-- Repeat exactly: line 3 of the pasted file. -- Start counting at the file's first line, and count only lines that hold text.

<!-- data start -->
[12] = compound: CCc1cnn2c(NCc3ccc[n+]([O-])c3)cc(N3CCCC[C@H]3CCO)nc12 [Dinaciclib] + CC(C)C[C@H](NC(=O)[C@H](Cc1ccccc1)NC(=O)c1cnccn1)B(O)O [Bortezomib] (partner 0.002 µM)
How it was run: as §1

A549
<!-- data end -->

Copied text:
A549